Thursday, April 9, 2015

EDUC 6145 - Week 6 - Analyzing Scope Creep

My scope creep project happened pretty recently, and has not completely been resolved, so I’m interested to stick it out and see what happens. There is one training course I’m currently working on, and there is no PM designated. Where I work, we have a designer and a SME on a team. Other people will only be brought in if necessary. Luckily, for this course I have a few other designers working with me.

This course is one that has already been created and is in a revision process so that we can pinpoint what is needed and what exactly to train students on. The students in the class come from all over the world to be trained on giving background investigations, as well as perform other duties. Because the course is already being taught and I have access to the lesson plans and previous ADDIE paperwork that had been filled out, I can see what is being taught. I was beginning to re-paper the course (which just means to update the paperwork and make any necessary changes) and had gotten to the design phase when the SME made it known she wanted to add three days to the course.

Here are a few reasons why this is bad: each day costs money, per student. The amount that a student’s organization will pay for them to attend class only covers a percentage of the training facility’s cost. Adding the days to the course would not only cost more, but the papering process would need to be restarted, meaning we’d lose money from the delays. When the SME and I finally reached a consensus, she mentioned that the three added days would not be taking place at our facility. This led to bringing more people on board to coordinate, spending more money in paying for rental cars and hotel rooms for students, and having to redo the paperwork once again. (I also should note that the only reason the team conceded to the SME was because there was not enough data to back up the idea that these last three days are unnecessary.)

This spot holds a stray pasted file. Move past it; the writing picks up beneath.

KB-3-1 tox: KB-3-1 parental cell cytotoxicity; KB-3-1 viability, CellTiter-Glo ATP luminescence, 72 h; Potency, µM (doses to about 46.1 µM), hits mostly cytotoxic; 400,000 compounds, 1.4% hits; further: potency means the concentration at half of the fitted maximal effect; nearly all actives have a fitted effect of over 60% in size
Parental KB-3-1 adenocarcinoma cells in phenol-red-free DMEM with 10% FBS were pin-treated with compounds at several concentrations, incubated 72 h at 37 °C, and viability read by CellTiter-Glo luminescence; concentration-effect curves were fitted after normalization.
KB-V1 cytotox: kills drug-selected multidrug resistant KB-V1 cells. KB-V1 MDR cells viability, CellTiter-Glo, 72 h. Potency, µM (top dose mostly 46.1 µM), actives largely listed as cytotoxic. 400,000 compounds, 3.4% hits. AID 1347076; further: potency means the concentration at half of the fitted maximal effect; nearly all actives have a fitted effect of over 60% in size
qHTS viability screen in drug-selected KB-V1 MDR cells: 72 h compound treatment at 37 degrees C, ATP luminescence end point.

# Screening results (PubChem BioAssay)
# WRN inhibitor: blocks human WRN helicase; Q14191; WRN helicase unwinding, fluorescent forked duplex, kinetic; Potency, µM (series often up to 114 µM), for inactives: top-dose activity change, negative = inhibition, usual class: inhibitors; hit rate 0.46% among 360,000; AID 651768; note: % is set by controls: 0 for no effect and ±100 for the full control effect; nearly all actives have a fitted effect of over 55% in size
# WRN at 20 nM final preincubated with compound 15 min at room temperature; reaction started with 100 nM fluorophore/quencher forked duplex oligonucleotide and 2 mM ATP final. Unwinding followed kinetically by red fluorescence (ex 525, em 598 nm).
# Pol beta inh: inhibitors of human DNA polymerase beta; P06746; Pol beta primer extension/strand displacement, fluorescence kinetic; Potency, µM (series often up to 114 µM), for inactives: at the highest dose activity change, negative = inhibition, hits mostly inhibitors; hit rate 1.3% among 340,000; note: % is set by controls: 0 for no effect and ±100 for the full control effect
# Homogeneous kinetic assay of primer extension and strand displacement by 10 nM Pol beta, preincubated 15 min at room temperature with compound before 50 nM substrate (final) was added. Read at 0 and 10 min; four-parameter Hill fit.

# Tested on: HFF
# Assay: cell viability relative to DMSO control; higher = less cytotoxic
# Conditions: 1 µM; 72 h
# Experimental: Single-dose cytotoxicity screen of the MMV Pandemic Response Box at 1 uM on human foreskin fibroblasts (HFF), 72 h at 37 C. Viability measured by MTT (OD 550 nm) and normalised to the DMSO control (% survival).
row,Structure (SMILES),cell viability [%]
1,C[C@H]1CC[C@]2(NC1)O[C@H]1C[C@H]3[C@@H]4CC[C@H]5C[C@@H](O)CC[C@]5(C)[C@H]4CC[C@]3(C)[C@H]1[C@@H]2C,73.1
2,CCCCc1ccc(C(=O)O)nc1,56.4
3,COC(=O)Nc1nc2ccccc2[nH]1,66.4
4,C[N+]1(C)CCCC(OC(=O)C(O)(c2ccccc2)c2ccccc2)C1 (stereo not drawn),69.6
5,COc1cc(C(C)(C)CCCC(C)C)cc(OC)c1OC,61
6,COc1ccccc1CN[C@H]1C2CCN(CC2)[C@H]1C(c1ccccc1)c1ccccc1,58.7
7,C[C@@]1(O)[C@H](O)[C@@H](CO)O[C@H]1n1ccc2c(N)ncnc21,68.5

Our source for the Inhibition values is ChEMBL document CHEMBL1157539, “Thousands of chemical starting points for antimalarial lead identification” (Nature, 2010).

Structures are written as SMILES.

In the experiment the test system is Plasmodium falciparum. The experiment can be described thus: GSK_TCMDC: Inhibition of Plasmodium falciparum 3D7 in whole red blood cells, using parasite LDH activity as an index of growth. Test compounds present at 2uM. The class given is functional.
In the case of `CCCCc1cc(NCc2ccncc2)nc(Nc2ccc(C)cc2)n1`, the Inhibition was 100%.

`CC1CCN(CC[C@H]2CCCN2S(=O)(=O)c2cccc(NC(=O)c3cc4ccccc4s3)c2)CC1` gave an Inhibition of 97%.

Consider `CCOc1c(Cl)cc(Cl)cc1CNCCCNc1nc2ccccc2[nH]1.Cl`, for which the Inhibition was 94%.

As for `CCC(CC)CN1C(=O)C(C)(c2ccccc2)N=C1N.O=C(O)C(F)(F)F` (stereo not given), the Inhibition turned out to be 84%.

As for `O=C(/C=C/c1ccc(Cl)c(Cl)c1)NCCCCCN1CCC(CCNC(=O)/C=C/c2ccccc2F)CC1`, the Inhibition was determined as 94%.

This project began in November, and the course is not until June. However, the original course date was April, so we’ve already lost money on having to delay the class. Another designer and I are the leads on this project, and at this point it’s difficult to see what else could come up to get us off track; it actually looks like we may make our June date.

If I was a PM, I would have gone back to the analysis phase once the extra three days were requested and conducted a needs analysis to see if the extra time is something that is really necessary. Chances are this analysis would have taken less time to put together than all the paperwork and coordination for an extended course. I also would have kept the lines of communication open along the way so that this news didn’t take us by surprise halfway through the project. Our curriculum manager also has working knowledge of each course, and had I been in control, I would have brought him in much sooner to get his take on the changes. 


  1. Hi Gayle - I read your post with interest, and I don't envy the position you were/are in on this project! It definitely sounds like a "change control system," as suggested by our course text would have been helpful (Portny et al., 2008, p. 346). Having a prearranged process for dealing with the kind of change your SME was proposing would have forced the kinds of analysis you wanted but were not able to get. I think you made a great summary of what could (should?) have been done in your last paragraph. Good luck to you on the rest of the project, hopefully all of the bumps in the road are behind you!
    Portny, S. E., Mantel, S. J., Meredith, J. R., Shafer, S. M., Sutton, M. M., & Kramer, B. E. (2008). Project management: Planning, scheduling, and controlling projects. Hoboken, NJ: John Wiley & Sons, Inc.

  2. Hi Gayle,
    We have a major conference that used to last an entire week (i.e. 6 days of training). The conference is training for physicians who want to network with other professionals and to obtain their Continuing Medical Education (CME ) credits that are required for their state licenses. As mentioned, the conference used to last 6 days and three years ago, my Organization that hosts the conference shortened the conference to 4 days to save money. The attendees have had mixed thoughts on the shortened week. Most liked the move to a shortened week but there are a large minority of attendees who felt they are missing out on the training. Because of the shortened week, many of our courses overlapped (which caused more angst). We are providing something new this year. We are going to give out free online access to every session to attendees so they can watch the every session online for a year. I am aware that you did not design the course and the course was extended beyond your control. You might want to suggest that a future course could be flipped – so that the attendees can do some or most of the training before they arrive at your destination. I am aware that every day of training cost money on all parties. Good luck with your course!